Biofeedback is a treatment technique in which people are
trained to improve their health by using signals from their
own bodies. Physical therapists use biofeedback to help
stroke victims regain movement in paralyzed muscles.
Psychologists use it to help tense and anxious clients learn
to relax. Specialists in many different fields use biofeedback
to help their patients cope with pain.
Chances are you have used biofeedback yourself. You've
used it if you have ever taken your temperature or stepped
on a scale. The thermometer tells you whether you're
running a fever, the scale whether you've gained weight.
Both devices "feed back" information about your body's
condition. Armed with this information, you can take steps
you've learned to improve the condition. When you're
running a fever, you go to bed and drink plenty of fluids.
When you've gained weight, you resolve to eat less and
sometimes you do.
Clinicians reply on complicated biofeedback machines in
somewhat the same way that you rely on your scale or
thermometer. Their machines can detect a person's internal
bodily functions with far greater sensitivity and precision
than a person can alone. This information may be valuable.
Both patients and therapists use it to gauge and direct the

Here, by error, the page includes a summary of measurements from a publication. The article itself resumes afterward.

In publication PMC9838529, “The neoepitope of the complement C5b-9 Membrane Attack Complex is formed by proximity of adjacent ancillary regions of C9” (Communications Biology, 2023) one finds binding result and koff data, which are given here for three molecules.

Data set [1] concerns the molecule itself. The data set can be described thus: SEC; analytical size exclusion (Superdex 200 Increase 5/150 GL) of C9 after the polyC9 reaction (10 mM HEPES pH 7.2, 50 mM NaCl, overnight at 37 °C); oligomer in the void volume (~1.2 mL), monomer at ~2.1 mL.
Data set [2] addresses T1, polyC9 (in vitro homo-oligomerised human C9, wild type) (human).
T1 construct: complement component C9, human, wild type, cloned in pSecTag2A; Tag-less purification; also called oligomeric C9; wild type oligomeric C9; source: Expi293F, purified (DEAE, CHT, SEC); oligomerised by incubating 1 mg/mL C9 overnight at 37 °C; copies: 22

progress of treatment.
For patients, the biofeedback machine acts as a kind of
sixth sense which allows them to "see" or "hear" activity
inside their bodies. One commonly used type of machine,
for example, picks up electrical signals in the muscles. It
translates these signals into a form that patients can detect:
It triggers a flashing light bulb, perhaps, or activates a
beeper every time muscles grow more tense. If patients
want to relax tense muscles, they try to slow down the
flashing or beeping.
Like a pitcher learning to throw a ball across a home plate,
the biofeedback trainee, in an attempt to improve a skill,
monitors the performance. When a pitch is off the mark, the
ballplayer adjusts the delivery so that he performs better the
next time he tries. When the light flashes or the beeper
beeps too often, the biofeedback trainee makes internal
adjustments which alter the signals. The biofeedback
therapist acts as a coach, standing at the sidelines setting
goals and limits on what to expect and giving hints on how
to improve performance.
The Beginnings of Biofeedback
The word "biofeedback" was coined in the late 1960s to
describe laboratory procedures then being used to train
experimental research subjects to alter brain activity, blood
pressure, heart rate, and other bodily functions that
normally are not controlled voluntarily.
At the time, many scientists looked forward to the day
when biofeedback would give us a major degree of control
over our bodies. They thought, for instance, that we might
be able to "will" ourselves to be more creative by changing
the patterns of our brainwaves. Some believed that
biofeedback would one day make it possible to do away
with drug treatments that often cause uncomfortable side
effects in patients with high blood pressure and other